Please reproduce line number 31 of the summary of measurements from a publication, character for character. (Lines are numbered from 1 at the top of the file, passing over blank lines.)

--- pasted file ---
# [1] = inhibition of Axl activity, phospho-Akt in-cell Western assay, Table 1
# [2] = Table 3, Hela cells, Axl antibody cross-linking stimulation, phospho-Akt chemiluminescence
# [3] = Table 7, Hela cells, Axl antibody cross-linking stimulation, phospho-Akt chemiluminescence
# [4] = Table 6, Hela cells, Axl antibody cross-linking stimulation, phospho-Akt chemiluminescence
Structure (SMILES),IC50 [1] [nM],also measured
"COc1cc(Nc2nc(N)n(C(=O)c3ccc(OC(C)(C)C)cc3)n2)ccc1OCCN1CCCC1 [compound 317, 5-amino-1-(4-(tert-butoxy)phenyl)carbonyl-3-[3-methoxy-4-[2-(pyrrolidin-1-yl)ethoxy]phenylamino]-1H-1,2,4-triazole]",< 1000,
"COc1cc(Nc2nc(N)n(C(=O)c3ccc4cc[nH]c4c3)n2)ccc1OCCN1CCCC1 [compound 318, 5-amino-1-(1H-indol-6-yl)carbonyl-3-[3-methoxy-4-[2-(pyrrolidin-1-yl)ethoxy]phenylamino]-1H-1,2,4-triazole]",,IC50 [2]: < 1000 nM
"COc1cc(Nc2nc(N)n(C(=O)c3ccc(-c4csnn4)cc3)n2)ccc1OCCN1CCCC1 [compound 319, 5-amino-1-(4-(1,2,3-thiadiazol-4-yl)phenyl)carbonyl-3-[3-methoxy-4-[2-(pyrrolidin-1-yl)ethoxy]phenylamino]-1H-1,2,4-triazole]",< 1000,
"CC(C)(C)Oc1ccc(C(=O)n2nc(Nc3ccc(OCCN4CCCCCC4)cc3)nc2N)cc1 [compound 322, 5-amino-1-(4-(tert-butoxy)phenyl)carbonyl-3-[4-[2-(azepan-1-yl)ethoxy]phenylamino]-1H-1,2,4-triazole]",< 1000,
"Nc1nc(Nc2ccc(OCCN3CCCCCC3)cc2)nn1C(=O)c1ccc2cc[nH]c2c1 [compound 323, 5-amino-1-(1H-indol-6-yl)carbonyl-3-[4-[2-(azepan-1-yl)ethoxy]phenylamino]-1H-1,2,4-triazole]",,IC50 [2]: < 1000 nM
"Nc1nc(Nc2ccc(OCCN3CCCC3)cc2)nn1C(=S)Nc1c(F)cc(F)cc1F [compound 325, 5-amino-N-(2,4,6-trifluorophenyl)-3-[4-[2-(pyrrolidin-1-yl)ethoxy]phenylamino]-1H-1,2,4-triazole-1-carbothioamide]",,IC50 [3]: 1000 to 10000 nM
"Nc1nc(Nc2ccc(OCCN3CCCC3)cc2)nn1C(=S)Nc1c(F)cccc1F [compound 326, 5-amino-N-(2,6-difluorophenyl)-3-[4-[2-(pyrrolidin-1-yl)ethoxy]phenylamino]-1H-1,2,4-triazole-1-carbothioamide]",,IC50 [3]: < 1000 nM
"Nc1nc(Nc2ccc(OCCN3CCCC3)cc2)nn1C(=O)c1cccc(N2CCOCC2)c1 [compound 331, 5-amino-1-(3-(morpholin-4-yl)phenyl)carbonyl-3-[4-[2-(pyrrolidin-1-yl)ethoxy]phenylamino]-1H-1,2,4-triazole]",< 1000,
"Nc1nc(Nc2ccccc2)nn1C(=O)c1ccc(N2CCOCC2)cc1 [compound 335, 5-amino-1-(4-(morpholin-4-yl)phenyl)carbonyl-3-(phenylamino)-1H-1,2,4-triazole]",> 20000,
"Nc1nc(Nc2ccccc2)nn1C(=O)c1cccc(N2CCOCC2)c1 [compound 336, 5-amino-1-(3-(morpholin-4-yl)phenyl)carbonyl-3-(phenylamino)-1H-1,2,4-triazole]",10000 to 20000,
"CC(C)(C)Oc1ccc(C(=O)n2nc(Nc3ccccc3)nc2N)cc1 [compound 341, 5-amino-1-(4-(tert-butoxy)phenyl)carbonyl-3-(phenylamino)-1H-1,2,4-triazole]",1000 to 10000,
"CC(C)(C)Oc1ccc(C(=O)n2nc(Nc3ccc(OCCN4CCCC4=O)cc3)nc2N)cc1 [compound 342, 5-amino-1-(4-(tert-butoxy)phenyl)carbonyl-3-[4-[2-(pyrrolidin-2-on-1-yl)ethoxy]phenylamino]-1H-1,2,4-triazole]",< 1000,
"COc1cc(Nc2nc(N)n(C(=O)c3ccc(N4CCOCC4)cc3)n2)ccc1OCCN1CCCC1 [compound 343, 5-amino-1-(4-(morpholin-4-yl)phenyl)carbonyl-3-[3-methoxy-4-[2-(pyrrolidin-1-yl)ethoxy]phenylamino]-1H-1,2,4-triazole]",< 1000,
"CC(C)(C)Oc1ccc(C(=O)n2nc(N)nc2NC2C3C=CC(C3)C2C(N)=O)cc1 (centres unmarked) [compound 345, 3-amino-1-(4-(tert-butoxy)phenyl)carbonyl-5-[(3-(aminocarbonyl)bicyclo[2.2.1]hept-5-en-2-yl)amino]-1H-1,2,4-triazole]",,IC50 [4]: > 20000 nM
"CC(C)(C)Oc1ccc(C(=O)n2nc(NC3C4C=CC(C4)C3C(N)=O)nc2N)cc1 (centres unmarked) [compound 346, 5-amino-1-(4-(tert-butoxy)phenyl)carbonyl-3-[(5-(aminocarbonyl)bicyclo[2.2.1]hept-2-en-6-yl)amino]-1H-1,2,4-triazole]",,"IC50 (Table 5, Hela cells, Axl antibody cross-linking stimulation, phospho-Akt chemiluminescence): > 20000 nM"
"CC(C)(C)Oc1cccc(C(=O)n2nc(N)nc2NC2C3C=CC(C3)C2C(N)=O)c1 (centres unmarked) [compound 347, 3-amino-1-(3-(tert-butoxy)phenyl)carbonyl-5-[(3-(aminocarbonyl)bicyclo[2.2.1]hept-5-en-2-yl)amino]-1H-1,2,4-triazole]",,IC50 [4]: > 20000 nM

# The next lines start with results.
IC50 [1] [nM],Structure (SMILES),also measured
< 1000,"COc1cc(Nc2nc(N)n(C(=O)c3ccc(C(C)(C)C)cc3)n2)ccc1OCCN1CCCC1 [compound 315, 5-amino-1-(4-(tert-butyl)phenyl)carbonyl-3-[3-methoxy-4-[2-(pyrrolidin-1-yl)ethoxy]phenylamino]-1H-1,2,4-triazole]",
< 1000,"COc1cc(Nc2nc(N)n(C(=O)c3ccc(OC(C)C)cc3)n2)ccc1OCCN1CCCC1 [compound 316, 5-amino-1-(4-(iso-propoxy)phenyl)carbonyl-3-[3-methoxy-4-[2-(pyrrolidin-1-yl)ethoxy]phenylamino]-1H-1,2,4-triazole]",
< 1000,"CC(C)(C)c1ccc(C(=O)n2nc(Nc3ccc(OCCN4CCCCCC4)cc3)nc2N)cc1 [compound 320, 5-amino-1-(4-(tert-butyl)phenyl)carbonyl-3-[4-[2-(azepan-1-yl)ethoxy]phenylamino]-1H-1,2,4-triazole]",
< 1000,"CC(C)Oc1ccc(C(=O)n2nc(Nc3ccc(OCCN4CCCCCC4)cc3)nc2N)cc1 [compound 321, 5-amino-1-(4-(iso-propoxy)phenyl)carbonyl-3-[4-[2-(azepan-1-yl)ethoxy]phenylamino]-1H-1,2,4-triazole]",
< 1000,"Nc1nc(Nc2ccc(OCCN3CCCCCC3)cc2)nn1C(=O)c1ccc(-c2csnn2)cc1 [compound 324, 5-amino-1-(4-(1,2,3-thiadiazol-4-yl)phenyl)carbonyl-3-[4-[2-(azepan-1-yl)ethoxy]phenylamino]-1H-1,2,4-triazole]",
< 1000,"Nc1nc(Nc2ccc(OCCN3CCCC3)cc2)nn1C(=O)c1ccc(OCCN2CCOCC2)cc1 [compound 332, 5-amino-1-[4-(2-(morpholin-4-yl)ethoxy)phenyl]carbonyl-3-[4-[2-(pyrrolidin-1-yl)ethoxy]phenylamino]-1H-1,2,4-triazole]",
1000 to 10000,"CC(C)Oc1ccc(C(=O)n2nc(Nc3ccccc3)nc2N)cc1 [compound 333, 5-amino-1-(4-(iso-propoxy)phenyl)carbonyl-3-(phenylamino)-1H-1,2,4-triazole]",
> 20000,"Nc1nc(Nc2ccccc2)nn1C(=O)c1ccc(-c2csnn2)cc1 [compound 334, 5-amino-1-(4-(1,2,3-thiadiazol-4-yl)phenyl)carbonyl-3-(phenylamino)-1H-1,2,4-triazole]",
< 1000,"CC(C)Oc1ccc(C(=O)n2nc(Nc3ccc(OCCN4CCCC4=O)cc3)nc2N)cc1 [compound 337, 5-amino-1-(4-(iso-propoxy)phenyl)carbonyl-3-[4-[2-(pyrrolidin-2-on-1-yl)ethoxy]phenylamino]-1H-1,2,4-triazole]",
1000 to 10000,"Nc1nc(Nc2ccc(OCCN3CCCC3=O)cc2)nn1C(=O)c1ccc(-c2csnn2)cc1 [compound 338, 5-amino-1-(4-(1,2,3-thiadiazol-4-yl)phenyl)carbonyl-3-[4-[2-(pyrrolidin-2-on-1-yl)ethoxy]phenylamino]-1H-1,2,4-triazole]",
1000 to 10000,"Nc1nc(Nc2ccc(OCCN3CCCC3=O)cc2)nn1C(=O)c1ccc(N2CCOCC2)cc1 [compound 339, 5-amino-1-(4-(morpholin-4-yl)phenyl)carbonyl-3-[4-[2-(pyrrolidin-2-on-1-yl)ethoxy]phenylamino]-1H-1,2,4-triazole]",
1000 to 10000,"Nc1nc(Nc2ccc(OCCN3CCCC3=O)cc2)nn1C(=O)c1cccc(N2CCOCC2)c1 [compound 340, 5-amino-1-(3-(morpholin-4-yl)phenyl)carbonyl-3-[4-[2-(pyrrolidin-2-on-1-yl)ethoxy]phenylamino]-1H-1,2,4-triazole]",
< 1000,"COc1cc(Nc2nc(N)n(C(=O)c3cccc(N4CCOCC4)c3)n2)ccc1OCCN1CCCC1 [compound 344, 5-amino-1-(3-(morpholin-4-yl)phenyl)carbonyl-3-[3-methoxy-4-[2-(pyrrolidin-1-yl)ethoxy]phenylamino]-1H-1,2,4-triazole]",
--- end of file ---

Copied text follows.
> 20000,"Nc1nc(Nc2ccccc2)nn1C(=O)c1ccc(-c2csnn2)cc1 [compound 334, 5-amino-1-(4-(1,2,3-thiadiazol-4-yl)phenyl)carbonyl-3-(phenylamino)-1H-1,2,4-triazole]",